Australia, lagging behind the other three majors in prestige, interest, prize money and player fields, needed a lift and got a tremendous one in 1988 with christening of the attractive new playpen, Flinders/Melbourne Park. Modernity took over. Suddenly the Australian was the style-setter with a retractable roof for the principal stadium (named Rod Laver Arena in 1992), seating 14,820. In 2000, another such arena was added, the Vodafone Arena seating 11,000 and also with a retractable roof. The Aussies were ahead of the game with no bothersome rain-outs, nor TV networks stalled with nothing live to show. Strangely (obtusely?), Wimbledon and the U.S. weren’t respective copycats when the new Court 1 and Ashe Stadium were opened, respectively, in 1997.

Abandoned, as a big-time stop on the tour as Forest Hills had been in 1978, famed Kooyong (using temporary stands to pack in 17,500 for the 1953 Davis Cup final) settled into a comfortable private club existence. An attendance (140,000) was set for Kooyong’s farewell to the Open, 1987. That was quickly surpassed at Melbourne Park. In 2008, the event drew a record 605,735 fans.

Two championships were held in 1977 when the tournament moved from January to December dates, and no event was held in 1986 to readjust to the traditional January date. The tie-breaker was adopted in 1971, not in force for ultimate sets, the fifth for men, third for women.

Showing some reluctance in joining the “Open” era, the Australian was the last of the three majors to take the plunge, remaining amateur in 1968, then integrating with $25,000 in prize money the following year. That figure accelerated to $18,813,400 in 2008, prize money equally paid the women since 2001. Laver got $5,000 as the 1969 champ, Margaret Smith Court $1,500, a pittance compared with $1,217,930 in 2008 with singles winners Novak Djokovic and Maria Sharapova winning just shy of $1.2 million. The event’s championship cups honor the memory of two bygone champs, both Australian, Daphne Akhurst for the women and Norman Brookes for the men. Alas for the citizenry, no homebody has clung to that silver since Chris O’Neil in 1978 and Mark Edmondson in 1976.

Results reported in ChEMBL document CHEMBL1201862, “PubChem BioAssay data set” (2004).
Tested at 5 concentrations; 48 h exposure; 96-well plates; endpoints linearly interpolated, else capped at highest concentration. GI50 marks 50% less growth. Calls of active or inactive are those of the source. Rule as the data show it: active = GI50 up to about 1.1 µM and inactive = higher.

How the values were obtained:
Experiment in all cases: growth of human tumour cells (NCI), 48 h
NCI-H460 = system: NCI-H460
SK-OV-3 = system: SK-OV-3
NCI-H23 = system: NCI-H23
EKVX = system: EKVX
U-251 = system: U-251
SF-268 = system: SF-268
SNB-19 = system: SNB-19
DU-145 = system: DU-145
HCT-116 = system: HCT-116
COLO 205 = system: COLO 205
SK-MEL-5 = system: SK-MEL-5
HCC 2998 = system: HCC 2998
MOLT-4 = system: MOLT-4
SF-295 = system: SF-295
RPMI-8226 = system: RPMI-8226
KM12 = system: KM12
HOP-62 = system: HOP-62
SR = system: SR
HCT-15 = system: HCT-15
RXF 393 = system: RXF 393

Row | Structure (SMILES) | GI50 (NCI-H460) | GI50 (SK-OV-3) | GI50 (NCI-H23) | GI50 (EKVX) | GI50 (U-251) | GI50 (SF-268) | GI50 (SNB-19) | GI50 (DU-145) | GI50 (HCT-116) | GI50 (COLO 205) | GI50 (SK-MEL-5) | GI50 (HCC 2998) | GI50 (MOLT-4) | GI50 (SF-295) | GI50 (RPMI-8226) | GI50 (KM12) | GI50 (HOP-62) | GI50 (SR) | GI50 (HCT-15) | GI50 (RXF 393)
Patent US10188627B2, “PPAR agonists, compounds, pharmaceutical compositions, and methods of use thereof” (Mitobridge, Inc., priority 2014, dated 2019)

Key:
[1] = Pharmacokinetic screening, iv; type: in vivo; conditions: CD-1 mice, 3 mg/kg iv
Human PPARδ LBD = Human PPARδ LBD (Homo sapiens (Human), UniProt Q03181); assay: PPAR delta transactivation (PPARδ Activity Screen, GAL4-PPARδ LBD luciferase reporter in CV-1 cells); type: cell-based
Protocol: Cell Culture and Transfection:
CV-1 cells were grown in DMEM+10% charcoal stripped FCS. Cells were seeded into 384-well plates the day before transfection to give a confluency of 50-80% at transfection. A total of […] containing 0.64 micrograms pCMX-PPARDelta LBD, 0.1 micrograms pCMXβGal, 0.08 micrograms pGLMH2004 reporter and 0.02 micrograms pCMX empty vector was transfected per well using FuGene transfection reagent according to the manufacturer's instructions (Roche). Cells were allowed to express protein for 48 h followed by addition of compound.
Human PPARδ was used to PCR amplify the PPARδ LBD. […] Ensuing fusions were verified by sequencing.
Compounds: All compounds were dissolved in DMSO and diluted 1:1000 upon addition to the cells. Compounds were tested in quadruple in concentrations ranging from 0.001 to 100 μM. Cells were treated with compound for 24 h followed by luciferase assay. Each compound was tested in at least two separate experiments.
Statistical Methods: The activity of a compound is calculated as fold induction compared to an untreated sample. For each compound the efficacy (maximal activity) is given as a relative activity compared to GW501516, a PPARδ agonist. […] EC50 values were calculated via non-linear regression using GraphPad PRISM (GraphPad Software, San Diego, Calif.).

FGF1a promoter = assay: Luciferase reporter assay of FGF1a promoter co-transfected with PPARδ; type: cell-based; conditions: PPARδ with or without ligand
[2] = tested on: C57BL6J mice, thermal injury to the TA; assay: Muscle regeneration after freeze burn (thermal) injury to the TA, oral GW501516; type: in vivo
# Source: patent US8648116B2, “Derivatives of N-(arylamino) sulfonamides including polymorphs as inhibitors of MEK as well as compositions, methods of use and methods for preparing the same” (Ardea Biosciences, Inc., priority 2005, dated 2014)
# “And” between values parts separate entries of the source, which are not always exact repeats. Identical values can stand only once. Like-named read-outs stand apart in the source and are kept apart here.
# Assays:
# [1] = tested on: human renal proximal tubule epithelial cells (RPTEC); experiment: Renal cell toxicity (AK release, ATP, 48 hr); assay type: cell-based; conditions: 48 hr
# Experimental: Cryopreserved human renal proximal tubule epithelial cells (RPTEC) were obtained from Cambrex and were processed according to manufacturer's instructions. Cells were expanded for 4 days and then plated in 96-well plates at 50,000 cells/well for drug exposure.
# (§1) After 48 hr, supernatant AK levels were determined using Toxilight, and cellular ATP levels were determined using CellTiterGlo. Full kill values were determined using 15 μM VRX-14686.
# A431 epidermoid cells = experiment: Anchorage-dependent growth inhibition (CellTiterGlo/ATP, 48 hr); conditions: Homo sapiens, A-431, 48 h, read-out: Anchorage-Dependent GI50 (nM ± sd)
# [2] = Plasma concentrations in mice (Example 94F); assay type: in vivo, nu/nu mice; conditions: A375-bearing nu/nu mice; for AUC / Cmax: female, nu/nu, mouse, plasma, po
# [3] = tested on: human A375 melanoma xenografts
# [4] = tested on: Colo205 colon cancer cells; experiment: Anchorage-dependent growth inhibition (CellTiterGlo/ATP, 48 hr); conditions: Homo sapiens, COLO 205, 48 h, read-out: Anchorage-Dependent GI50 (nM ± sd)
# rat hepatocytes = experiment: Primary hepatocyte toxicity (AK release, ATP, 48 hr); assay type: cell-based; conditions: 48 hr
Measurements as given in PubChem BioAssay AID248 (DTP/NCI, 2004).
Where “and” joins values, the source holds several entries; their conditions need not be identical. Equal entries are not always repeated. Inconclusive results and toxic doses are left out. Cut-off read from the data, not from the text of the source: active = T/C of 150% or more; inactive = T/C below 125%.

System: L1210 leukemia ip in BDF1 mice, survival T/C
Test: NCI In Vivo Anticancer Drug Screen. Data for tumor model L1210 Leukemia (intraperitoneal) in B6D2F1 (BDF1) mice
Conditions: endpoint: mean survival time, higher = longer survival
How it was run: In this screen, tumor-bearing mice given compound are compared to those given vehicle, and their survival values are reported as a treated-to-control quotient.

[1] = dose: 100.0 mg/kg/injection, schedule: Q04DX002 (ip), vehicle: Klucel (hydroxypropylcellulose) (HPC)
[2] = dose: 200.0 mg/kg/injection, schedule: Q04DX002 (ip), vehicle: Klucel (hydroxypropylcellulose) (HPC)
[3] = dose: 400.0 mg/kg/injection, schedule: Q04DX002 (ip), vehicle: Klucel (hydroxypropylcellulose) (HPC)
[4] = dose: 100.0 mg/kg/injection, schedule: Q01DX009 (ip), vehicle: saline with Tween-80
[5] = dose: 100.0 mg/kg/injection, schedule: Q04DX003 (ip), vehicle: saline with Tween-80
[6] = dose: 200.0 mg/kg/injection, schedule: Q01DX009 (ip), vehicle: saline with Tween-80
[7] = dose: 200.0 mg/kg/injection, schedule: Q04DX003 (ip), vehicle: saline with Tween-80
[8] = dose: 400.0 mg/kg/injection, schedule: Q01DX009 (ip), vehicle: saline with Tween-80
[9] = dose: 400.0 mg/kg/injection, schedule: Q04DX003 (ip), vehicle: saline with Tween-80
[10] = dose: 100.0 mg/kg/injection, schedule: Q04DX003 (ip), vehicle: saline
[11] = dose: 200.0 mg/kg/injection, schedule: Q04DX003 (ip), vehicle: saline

On This Day In Tennis History Is Latest Book Release From New Chapter Press

WASHINGTON, D.C. – New Chapter Press has announced the publication of its latest book – On This Day In Tennis History -a calendar-like compilation of historical and unique anniversaries, events and happenings from the world of tennis through the yearswritten by Randy Walker, the sports marketing and media specialist, tennis historian and former U.S. Tennis Association press officer.

On This Day In Tennis History ($19.95, 528 pages), is a fun and fact-filled, this compilation offers anniversaries, summaries, and anecdotes of events from the world of tennis for every day in the calendar year. Presented in a day-by-day format, the entries into this mini-encyclopedia include major tournament victory dates, summaries of the greatest matches ever played, trivia, and statistics as well as little-known and quirky happenings. Easy-to-use and packed with fascinating details, the book is the perfect companion for tennis and general sports fans alike and is an excellent gift idea for the holiday season. The book features fascinating and unique stories of players such as John McEnroe, Don Budge, Bill Tilden, Chris Evert, Billie Jean King, Jimmy Connors, Martina Navratilova, Venus Williams, Serena Williams, Anna Kournikova among many others. On This Day In Tennis History is available for purchase via on-line book retailers and in bookstores in the United States, Canada, the United Kingdom, Australia and New Zealand. More information on the book can be found at www.tennishistorybook.com

Said Hall of Famer Jim Courier of the book, “On This Day In Tennis History is a fun read that chronicles some of the most important-and unusual-moments in the annals of tennis. Randy Walker is an excellent narrator of tennis history and has done an incredible job of researching and compiling this entertaining volume.” Said tennis historian Joel Drucker, author of Jimmy Connors Saved My Life, “An addictive feast that you can enjoy every possible way-dipping in for various morsels, devouring it day-by-day, or selectively finding essential ingredients. As a tennis writer, I will always keep this book at the head of my table.” Said Bill Mountford, former Director of Tennis of the USTA National Tennis Center, “On This Day In Tennis History is an easy and unique way to absorb the greatest-and most quirky-moments in tennis history. It’s best read a page a day!”

Walker is a writer, tennis historian and freelance publicist and sports marketer. A 12-year veteran of the U.S. Tennis Association’s Marketing and Communications Division, he served as the press officer for the U.S. Davis Cup team from 1997 to 2005 and for the U.S. Olympic tennis teams in 1996, 2000 and 2004. He also served as the long-time editor of the U.S. Open Record Book during his tenure at the USTA from 1993 to 2005.